South Middle School teacher Maggie Reider’s son, Roxy Vasil, was diagnosed with Type I diabetes when he was 6.
Each day Vasil would attend school, Reider would send along test strips, a monitor, lancets, crackers and juice. By the time he graduated, he began using a continuous glucose monitoring system called Freestyle Libre, and no longer needed all those supplies.
Reider said buying her son’s treatment has not been easy. At 16, he began working to help pay for his treatment.
“As a teacher, my paychecks would go solely to the cost of the insulin and the Freestyle Libre,” Reider said.
Reider’s story was one of many shared during a Tuesday press conference held to discuss 2021 legislation intended to make treatment for diabetes more affordable. The legislation is sponsored by Delegate Barbara Evans Fleischauer, D-Monongalia, and Delegate Matthew Rohrbach, R-Cabell.
Fleishauer said the bill intends to create a copay limit for equipment and supplies, lower the copay for insulin to $25 and create a new copay for non-insulin medications for diabetics. The bipartisan legislation is modeled after a similar bill passed in Connecticut last August.
“We thought if Connecticut can do it, why can’t West Virginia,” Fleischauer said.
This legislation follows HB 4543 passed during the last legislative session, which capped insulin copays at $100. Rohrbach said HB 4543 was an important first step, and hopes this new legislation will build upon that.
Rohrbach said technology over the years to treat diabetes has evolved tremendously. However, limited access due to costs of the technology continues to be an obstacle for many.
“What this bill really is an attempt to do is to make it easier for individuals to get access to these lifesaving medications and technologies,” he said.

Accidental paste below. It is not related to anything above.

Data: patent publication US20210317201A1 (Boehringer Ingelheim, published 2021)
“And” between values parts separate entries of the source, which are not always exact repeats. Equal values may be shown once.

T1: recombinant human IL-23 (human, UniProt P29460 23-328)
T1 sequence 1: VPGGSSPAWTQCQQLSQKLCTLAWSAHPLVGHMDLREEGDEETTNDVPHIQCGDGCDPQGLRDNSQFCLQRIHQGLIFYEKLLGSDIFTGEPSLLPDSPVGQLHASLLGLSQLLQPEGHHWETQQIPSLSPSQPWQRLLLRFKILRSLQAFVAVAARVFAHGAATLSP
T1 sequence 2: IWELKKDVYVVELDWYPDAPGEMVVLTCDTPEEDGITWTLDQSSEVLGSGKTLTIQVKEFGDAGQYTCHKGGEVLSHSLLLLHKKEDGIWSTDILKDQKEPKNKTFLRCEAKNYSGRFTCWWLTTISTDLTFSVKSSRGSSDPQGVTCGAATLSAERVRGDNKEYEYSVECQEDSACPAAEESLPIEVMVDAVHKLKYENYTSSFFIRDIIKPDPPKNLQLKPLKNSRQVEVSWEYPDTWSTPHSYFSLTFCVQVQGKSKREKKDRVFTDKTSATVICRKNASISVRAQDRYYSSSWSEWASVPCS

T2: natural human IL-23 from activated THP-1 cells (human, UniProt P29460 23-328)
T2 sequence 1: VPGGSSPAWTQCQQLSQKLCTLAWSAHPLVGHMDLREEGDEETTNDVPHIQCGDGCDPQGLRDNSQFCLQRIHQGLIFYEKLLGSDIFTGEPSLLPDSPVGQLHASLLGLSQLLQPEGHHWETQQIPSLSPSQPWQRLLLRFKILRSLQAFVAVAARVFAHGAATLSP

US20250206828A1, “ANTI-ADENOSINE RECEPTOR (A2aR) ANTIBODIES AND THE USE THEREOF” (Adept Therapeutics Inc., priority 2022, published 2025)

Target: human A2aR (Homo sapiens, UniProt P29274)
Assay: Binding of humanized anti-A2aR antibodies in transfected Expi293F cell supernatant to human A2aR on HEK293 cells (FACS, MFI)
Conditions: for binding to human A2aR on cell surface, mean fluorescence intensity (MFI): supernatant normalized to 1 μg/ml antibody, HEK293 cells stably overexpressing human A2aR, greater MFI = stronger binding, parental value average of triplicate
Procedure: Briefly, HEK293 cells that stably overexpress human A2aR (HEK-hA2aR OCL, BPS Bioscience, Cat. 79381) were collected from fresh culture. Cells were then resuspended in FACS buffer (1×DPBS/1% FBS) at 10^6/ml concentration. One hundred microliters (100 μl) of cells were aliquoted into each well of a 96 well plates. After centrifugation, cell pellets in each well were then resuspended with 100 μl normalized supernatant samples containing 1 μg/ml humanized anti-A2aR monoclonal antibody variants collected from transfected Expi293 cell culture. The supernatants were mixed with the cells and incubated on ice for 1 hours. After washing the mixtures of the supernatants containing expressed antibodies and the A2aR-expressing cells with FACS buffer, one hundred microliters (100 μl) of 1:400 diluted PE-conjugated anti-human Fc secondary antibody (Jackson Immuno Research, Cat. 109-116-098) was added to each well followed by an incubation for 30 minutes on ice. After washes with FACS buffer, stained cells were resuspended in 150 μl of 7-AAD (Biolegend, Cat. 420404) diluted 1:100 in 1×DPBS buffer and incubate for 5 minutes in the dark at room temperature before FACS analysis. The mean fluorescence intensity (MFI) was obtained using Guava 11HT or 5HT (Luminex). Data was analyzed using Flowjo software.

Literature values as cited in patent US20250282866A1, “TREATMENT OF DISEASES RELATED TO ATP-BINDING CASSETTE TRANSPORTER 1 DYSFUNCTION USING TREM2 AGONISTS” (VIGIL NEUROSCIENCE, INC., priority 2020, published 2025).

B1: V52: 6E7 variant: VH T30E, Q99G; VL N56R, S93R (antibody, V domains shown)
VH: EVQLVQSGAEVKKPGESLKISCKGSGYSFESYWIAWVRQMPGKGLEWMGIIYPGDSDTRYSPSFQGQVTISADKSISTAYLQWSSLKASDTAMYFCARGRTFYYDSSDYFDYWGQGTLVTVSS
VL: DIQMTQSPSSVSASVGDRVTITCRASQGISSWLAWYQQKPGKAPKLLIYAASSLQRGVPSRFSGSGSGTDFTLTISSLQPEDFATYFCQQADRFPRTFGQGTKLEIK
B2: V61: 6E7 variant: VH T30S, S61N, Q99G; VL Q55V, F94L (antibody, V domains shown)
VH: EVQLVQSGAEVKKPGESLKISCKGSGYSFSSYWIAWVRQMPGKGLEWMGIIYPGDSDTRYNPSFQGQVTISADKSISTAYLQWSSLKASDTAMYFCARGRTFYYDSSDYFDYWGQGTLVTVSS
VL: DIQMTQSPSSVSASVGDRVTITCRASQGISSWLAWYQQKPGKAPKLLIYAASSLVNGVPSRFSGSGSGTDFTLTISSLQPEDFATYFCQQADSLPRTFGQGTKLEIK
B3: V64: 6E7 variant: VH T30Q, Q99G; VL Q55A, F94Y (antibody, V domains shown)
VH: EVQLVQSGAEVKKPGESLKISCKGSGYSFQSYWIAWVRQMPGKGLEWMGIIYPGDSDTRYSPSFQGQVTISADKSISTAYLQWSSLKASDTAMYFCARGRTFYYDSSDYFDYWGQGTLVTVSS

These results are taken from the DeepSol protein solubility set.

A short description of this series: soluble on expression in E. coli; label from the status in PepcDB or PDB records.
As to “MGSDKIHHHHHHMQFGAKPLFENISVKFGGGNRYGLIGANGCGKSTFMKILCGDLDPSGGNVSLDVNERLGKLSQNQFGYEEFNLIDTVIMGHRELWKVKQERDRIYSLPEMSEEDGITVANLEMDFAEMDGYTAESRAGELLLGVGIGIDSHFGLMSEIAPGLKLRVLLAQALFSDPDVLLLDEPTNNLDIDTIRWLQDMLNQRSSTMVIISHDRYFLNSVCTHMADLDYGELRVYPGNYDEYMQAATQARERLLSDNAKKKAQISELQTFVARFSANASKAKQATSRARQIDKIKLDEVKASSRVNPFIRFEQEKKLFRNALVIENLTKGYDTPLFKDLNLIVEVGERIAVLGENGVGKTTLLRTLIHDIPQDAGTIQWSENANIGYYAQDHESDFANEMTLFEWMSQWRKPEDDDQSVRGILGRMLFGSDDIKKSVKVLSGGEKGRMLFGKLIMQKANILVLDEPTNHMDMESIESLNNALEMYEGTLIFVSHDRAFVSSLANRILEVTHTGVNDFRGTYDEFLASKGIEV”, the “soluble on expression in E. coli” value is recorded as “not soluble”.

Guest speaker Alan Hawkins said he has lived with Type I diabetes for 63 years, after being diagnosed when he was 10. Access to new and effective technology has allowed him to live with no major complications.
Every five minutes, the insulin pump Hawkins uses provides a reading to help him monitor his blood sugar levels. The pump then communicates with a sensor that automatically adjusts Hawkin’s insulin.
“This pump has helped me beyond compare,” he said. “I cannot imagine being without it, especially at 73 years of age, because you have other things wrong with you and this makes handling those better.”
Guest speaker Adrian Kiger Olmstead said she has lived with diabetes for 35 years since being diagnosed at 11. When she turned 24, she was no longer able to benefit from her parents’ insurance.
She said she has since paid upwards of $250,000 on insulin, supplies and insurance over the years.
“It feels discriminatory that not everyone can afford this kind of care,” Kiger Olmstead said. “Every diabetic deserves the opportunity to have controlled blood sugars so we can live long and healthy lives.”